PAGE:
C A Slaughter

St. Jude Children's Research Hospital, Memphis, Tennessee, United States

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Publications (138)966.67 Total impact

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    ABSTRACT: Toll-like receptors (TLRs) are expressed on innate immune cells and trigger inflammation upon detection of pathogens and host tissue injury. TLR-mediated proinflammatory-signaling pathways are counteracted by partially characterized anti-inflammatory mechanisms that prevent exaggerated inflammation and host tissue damage as manifested in inflammatory diseases. We biochemically identified a component of TLR-signaling pathways, A20-binding inhibitor of NF-κB (ABIN1), which recently has been linked by genome-wide association studies to the inflammatory diseases systemic lupus erythematosus and psoriasis. We generated ABIN1-deficient mice to study the function of ABIN1 in vivo and during TLR activation. Here we show that ABIN1-deficient mice develop a progressive, lupus-like inflammatory disease characterized by expansion of myeloid cells, leukocyte infiltrations in different parenchymatous organs, activated T and B lymphocytes, elevated serum Ig levels, and the appearance of autoreactive antibodies. Kidneys develop glomerulonephritis and proteinuria, reflecting tissue injury. Surprisingly, ABIN1-deficient macrophages exhibit normal regulation of major proinflammatory signaling pathways and mediators but show selective deregulation of the transcription factor CCAAT/enhancer binding protein β (C/EBPβ) and its target genes, such as colony-stimulating factor 3 (Csf3), nitric oxide synthase, inducible (Nos2), and S100 calcium-binding protein A8 (S100a8). Their gene products, which are intimately linked to innate immune cell expansion (granulocyte colony-stimulating factor), cytotoxicity (inducible nitric oxide synthase), and host factor-derived inflammation (S100A8), may explain, at least in part, the inflammatory phenotype observed. Together, our data reveal ABIN1 as an essential anti-inflammatory component of TLR-signaling pathways that controls C/EBPβ activity.
    Full-text · Article · Nov 2011 · Proceedings of the National Academy of Sciences
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    ABSTRACT: Author Summary The spindle checkpoint protects cells from aneuploidy by monitoring the status of the kinetochore-microtubule attachment. Defects in this checkpoint pathway and in kinetochore-microtubule attachment can cause substantial aneuploidy in cells. The duration of the mitotic arrest induced by the spindle checkpoint is not indefinite: cells eventually exit from mitosis and re-enter interphase. Because continued activation of the spindle checkpoint is lethal, adaptation to the spindle checkpoint arrest is essential so that cells have a chance for survival as opposed to certain death. However, adaptation of the spindle checkpoint has a flip side—adapted cells could have an increased chance of aneuploidy due to premature mitotic exit. Thus, it is essential that this mechanism be regulated appropriately. Despite the importance of understanding the adaptation of the spindle checkpoint, little is known to date about this mechanism. We found that Cdc28-mediated phosphorylation of Bub1 at T566 plays an important role for adaptation of the spindle checkpoint, a finding providing the molecular insight on how adaptation to prolonged mitotic arrest induced by the spindle checkpoint occurs.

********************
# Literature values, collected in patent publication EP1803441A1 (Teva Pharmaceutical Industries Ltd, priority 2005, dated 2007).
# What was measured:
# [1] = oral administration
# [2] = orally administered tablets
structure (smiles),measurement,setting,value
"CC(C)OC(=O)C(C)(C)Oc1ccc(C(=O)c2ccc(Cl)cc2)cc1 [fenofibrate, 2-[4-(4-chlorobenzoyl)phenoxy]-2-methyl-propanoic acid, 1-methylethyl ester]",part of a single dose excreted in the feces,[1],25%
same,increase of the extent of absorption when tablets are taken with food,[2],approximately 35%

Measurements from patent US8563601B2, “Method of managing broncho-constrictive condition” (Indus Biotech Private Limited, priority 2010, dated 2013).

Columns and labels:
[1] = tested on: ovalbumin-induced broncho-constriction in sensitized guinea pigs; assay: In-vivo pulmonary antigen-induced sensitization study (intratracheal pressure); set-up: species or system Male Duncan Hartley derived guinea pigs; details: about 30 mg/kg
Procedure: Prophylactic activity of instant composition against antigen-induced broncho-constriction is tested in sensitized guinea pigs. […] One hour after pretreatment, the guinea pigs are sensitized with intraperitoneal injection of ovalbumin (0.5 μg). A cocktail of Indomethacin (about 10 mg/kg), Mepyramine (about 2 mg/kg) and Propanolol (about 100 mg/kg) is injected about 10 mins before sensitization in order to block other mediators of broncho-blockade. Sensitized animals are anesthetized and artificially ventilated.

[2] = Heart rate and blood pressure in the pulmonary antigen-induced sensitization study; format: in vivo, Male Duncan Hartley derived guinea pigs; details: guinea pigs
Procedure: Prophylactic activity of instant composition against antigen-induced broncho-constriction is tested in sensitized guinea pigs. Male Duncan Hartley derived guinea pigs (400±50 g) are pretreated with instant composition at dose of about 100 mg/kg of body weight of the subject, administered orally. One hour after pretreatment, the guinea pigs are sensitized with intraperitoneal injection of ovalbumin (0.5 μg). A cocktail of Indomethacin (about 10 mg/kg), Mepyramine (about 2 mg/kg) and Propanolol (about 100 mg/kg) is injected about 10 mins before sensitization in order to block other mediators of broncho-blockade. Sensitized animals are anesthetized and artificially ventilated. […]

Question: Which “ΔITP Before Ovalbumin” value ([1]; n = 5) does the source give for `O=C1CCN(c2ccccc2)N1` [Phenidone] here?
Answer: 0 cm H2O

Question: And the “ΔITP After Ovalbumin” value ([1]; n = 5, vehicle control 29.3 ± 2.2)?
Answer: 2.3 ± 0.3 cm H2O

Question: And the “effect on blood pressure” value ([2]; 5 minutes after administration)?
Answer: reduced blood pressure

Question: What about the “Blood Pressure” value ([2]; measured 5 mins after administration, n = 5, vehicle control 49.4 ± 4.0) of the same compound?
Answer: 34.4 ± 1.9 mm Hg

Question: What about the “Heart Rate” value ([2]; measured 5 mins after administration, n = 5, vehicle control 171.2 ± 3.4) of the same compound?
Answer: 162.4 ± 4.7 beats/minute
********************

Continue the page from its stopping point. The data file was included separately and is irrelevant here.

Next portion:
Full-text · Article · Jan 2011 · PLoS Genetics
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    ABSTRACT: Intrinsically disordered proteins are predicted to be highly abundant and play broad biological roles in eukaryotic cells. In particular, by virtue of their structural malleability and propensity to interact with multiple binding partners, disordered proteins are thought to be specialized for roles in signaling and regulation. However, these concepts are based on in silico analyses of translated whole genome sequences, not on large-scale analyses of proteins expressed in living cells. Therefore, whether these concepts broadly apply to expressed proteins is currently unknown. Previous studies have shown that heat-treatment of cell extracts lead to partial enrichment of soluble, disordered proteins. On the basis of this observation, we sought to address the current dearth of knowledge about expressed, disordered proteins by performing a large-scale proteomics study of thermostable proteins isolated from mouse fibroblast cells. With the use of novel multidimensional chromatography methods and mass spectrometry, we identified a total of 1320 thermostable proteins from these cells. Further, we used a variety of bioinformatics methods to analyze the structural and biological properties of these proteins. Interestingly, more than 900 of these expressed proteins were predicted to be substantially disordered. These were divided into two categories, with 514 predicted to be predominantly disordered and 395 predicted to exhibit both disordered and ordered/folded features. In addition, 411 of the thermostable proteins were predicted to be folded. Despite the use of heat treatment (60 min at 98 degrees C) to partially enrich for disordered proteins, which might have been expected to select for small proteins, the sequences of these proteins exhibited a wide range of lengths (622 +/- 555 residues (average length +/- standard deviation) for disordered proteins and 569 +/- 598 residues for folded proteins). Computational structural analyses revealed several unexpected features of the thermostable proteins: (1) disordered domains and coiled-coil domains occurred together in a large number of disordered proteins, suggesting functional interplay between these domains; and (2) more than 170 proteins contained lengthy domains (>300 residues) known to be folded. Reference to Gene Ontology Consortium functional annotations revealed that, while disordered proteins play diverse biological roles in mouse fibroblasts, they do exhibit heightened involvement in several functional categories, including, cytoskeletal structure and cell movement, metabolic and biosynthetic processes, organelle structure, cell division, gene transcription, and ribonucleoprotein complexes. We believe that these results reflect the general properties of the mouse intrinsically disordered proteome (IDP-ome) although they also reflect the specialized physiology of fibroblast cells. Large-scale identification of expressed, thermostable proteins from other cell types in the future, grown under varied physiological conditions, will dramatically expand our understanding of the structural and biological properties of disordered eukaryotic proteins.